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Trevino v. Colvin

United States District Court, N.D. Illinois, Eastern Division

December 5, 2016

CAROLYN W. COLVIN, Acting Commissioner of Social Security, Defendant.


          MARY M. ROWLAND United States Magistrate Judge

         Plaintiff Humberto Trevino filed this action seeking reversal of the final decision of the Commissioner of Social Security denying his application for Disability Insurance Benefits (DIB) and Supplemental Security Income (SSI) under Titles II and XVI of the Social Security Act (Act). 42 U.S.C. §§ 405(g), 423 et seq., 1381 et seq. The parties have consented to the jurisdiction of the United States Magistrate Judge, pursuant to 28 U.S.C. § 636(c), and filed cross motions for summary judgment. For the reasons stated below, the case is remanded for further proceedings consistent with this Opinion.


         To recover DIB or SSI, [1] a claimant must establish that he or she is disabled within the meaning of the Act. York v. Massanari, 155 F.Supp.2d 973, 977 (N.D. Ill. 2001). A person is disabled if he or she is unable to perform “any substantial gainful activity by reason of any medically determinable physical or mental impairment which can be expected to result in death or which has lasted or can be expected to last for a continuous period of not less than 12 months.” 20 C.F.R. §§ 404.1505(a), 416.905(a). In determining whether a claimant suffers from a disability, the Commissioner conducts a standard five-step inquiry:

1. Is the claimant presently unemployed?
2. Does the claimant have a severe medically determinable physical or mental impairment that interferes with basic work-related activities and is expected to last at least 12 months?
3. Does the impairment meet or equal one of a list of specific impairments enumerated in the regulations?
4. Is the claimant unable to perform his or her former occupation?
5. Is the claimant unable to perform any other work?

20 C.F.R. §§ 404.1509, 404.1520, 416.909, 416.920; see Clifford v. Apfel, 227 F.3d 863, 868 (7th Cir. 2000). “An affirmative answer leads either to the next step, or, on Steps 3 and 5, to a finding that the claimant is disabled. A negative answer at any point, other than Step 3, ends the inquiry and leads to a determination that a claimant is not disabled.” Zalewski v. Heckler, 760 F.2d 160, 162 n.2 (7th Cir. 1985). “The burden of proof is on the claimant through step four; only at step five does the burden shift to the Commissioner.” Clifford, 227 F.3d at 868.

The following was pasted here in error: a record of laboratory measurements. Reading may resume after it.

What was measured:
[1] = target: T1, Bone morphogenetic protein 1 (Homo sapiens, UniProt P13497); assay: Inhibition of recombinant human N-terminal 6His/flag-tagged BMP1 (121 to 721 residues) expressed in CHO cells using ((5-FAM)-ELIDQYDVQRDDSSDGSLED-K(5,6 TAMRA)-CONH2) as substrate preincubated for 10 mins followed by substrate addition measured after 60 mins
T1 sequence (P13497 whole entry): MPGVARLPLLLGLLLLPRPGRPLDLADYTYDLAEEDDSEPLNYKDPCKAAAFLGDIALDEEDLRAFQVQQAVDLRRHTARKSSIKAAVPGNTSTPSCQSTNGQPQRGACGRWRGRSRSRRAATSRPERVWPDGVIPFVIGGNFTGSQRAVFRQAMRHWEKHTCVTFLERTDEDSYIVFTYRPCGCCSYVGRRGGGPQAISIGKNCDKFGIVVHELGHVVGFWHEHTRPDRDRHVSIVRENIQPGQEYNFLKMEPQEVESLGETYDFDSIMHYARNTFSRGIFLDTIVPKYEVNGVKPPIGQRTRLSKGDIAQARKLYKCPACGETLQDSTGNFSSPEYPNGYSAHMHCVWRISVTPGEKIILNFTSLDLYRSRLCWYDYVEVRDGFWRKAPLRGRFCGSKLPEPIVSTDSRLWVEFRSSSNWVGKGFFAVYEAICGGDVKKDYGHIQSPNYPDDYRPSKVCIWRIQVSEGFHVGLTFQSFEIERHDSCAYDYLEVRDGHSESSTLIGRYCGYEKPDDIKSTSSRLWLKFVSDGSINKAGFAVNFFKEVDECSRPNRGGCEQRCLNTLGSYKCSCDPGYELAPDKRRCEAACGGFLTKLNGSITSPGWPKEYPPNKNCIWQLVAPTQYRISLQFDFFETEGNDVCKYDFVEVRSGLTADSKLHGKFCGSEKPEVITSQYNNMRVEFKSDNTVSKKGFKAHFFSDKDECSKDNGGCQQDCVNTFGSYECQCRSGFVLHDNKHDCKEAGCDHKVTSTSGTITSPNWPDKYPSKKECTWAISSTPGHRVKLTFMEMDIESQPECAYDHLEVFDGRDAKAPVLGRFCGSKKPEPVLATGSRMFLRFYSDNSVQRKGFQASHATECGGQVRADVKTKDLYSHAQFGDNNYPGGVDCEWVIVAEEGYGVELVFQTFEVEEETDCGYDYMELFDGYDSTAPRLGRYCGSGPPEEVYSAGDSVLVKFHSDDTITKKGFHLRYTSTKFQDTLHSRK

Plaintiff applied for DIB and SSI on November 22, 2011, alleging that he became disabled on February 1, 2011, because of broken neck and back due to car accident, migraines, and high blood pressure. (R. at 22, 147, 269). The application was denied initially and on reconsideration, after which Plaintiff filed a timely request for a hearing. (Id. at 22, 139-47, 150-52, 162). On January 21, 2014, Plaintiff, represented by counsel, testified at a hearing before an Administrative Law Judge (ALJ). (Id. at 22, 51-138). The ALJ also heard testimony from Leigh Ann Bluhm, a vocational expert (VE), and Chukwuemeka Ezike, a medical expert (ME). (Id. at 22, 102-38, 187-89).

         The ALJ denied Plaintiff's request for benefits on February 5, 2014. (R. at 22- 34). Applying the five-step sequential evaluation process, the ALJ found, at step one, that Plaintiff has not engaged in substantial gainful activity since February 1, 2011, the alleged onset date. (Id. at 24). At step two, the ALJ found that Plaintiff's degenerative disc disease of the lumbar spine, cervical spine facet arthro-sis/spondylosis, history of fracture of the vertebra of the cervical spine, and arthritis of the bilateral knees are severe impairments. (Id.). At step three, the ALJ determined that Plaintiff does not have an impairment or combination of impairments that met or medically equal the severity of any of the listings enumerated in the regulations. (Id. at 25-26).

         The ALJ then assessed Plaintiff's residual functional capacity (RFC)[2] and determined that he has the capacity to perform light work, except that Plaintiff

is never to climb ladders, ropes or scaffolds, but he is able to occasionally climb ramps or stairs, balance, kneel, stoop, crawl, crouch or bend; he is to avoid concentrated exposure to temperature extremes.

(R. at 26). Based on Plaintiff's RFC and the VE's testimony, the ALJ determined at step four that Plaintiff is unable to perform any past relevant work. (Id. at 32). At step five, based on Plaintiff's RFC, age, education, and the VE's testimony, the ALJ determined that there are jobs that exist in significant numbers in the national economy that Plaintiff can perform such as assembler, inspector, and hand packager. (Id. at 32-33). Accordingly, the ALJ concluded that Plaintiff is not suffering from a disability, as defined by the Act. (Id. at 33-34).

         The Appeals Council denied Plaintiff's request for review on July 8, 2015. (R. at 1-5). Plaintiff now seeks judicial review of the ALJ's decision, which stands as the final decision of the Commissioner. Villano v. Astrue, 556 F.3d 558, 561-62 (7th Cir. 2009).

         III. ...

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